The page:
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Farlowella acus  (Kner, 1853)                                  

he common name of "Twig Catfish" certainly sums up this member of the Loricariidae family as one look at the picture shows an animal reassembling a twig or stick and it is now sadly a forgotten "pleco" with the onslaught of the L-numbers in the last 10 years or so relegating this once sought after catfish to the memories of yesteryear.

Farlowella acus

The genus name of Farlowella is named in honour of William Gibson Farlow the famous American botanist of the last century, and the beginning of the 21st, who's main work was actually working with algae plants which brings us to the one of the most favourite foods of this slender catfish "algae". It is quite difficult to get a right balance in feeding this species as greens are predominately its main food and they do not do all that great on meaty foods such as bloodworm, frozen or live, or any other types of worm food, algae wafers are another good possibility. Water quality is another issue as Farowella do not take kindly either to large wholesale water changes as they quickly succumb to the shock of such an action. A better idea is to make two or three small water changes per week with aged water so as not to upset their equilibrium.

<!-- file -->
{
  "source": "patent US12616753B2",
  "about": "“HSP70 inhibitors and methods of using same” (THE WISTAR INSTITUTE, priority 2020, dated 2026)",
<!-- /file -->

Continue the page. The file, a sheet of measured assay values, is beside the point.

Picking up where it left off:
There are at present 36 species of Farlowella with F.acus, F.vittata and F.gracillis being the most commonly exported varieties. There is large and slight differences between the different types which sometimes can lead to confusion in the hobby not to mention the headaches that the Judges on the show circuits have to put up with (so I won't mention it :-)) One very important I.D. is the ventral scutes on these species and it is one way of differentiating between them. Below are two line drawings of such a scenario.

Farlowella acus and gracilis


Also in the line drawing above you can see the differences between the elongated snouts of the two species with F.gracilis being the longer and slimmer with F.acus with the shorter snout, and also the threadlike appendages adorning the caudal fin of F.gracilis.


The identify of members of this genus is carried out by looking at the ventral plates (underneath the mouth to anal area) to identify to species. F.acus (F.acus species group) has two rows of abdominal scutes, no median scute at the base of the pelvic fins (occasionally found in species of the Farlowella curtirostra species group), and fairly long breeding odontodes on the snout (found on no other species of Farlowella).

To sex out this species is comparatively easy as the male (in breeding condition anyway) has a broader snout (rostrum) from the female and is adorned with short bristles. Sometimes it is hard in young specimens to tell this difference but I have always found a sure fire method by running your fingers along the snout of a captured specimen and you can feel the slight roughness of the male compared to the female.

F.acus=left. F.gracilis=right

The photograph above was captioned as a pair but I am sure with the differences in the ventral scutes and the bristles on both of the rostrums, that we have a male F.acutus on the left (two rows of plates) and a male F.gracilis (three rows of plates)on the right of the picture.

Farlowella acus
is a native of Venezuela and some records show catchment areas of Colombia and Brazil but they may have been specimens of other species of Farowella such as F.gracilis or F.gladiola.